Content type: Performative Lecture
Credits: David Hall
Year: 2016-2018

Through the medium of a performative lecture, artist/performer David Hall examines the discrepancies and contradictions between information and meaning. A Brief History of Loss highlights the temporalities of machine memory, file formulations and information management. Hall suggests and viscerally demonstrates that the loss of personal information, files and photographs is the direct consequence of viewing, reading, saving and circulating them.

Hall wondered, ‘what material and conceptual consequences’ would there be in the translation of artwork from the physical to the digital. For this experiment, he took as inspiration Hollis Frampton's Nostalgia, in which the artist destroys photographs on a hob while speaking. Hall wrote a custom script that could be run on a mac command line. It opens a file and saves it about 10,000 times which, as a consequence of how computers function, deteriorates the file into oblivion. ‘Much like the fading of the analogue photograph and its material deterioration over time, I came to lossy file formats, like the jpeg and mp3, and began pushing them to what I thought to be their logical conclusion’, says Hall.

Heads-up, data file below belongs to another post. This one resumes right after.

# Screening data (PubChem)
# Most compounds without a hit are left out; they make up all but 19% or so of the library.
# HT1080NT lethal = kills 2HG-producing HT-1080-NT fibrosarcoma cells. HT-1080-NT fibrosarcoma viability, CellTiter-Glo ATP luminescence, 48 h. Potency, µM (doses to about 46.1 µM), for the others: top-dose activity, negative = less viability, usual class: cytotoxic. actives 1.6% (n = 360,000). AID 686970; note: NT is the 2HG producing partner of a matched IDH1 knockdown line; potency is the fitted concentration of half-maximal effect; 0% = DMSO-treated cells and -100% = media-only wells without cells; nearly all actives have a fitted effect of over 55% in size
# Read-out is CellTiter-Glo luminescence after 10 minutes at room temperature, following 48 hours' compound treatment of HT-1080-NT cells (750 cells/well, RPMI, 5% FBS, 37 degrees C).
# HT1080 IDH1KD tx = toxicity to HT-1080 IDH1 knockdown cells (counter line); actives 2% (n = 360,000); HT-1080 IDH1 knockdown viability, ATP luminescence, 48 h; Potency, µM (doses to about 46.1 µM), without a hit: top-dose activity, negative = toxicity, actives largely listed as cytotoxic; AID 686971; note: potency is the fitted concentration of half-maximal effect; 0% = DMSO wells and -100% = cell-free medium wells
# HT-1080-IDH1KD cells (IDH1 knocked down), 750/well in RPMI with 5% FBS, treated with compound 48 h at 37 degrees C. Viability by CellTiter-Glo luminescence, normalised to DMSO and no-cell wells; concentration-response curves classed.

The following video is a documentation of one performance of the lecture.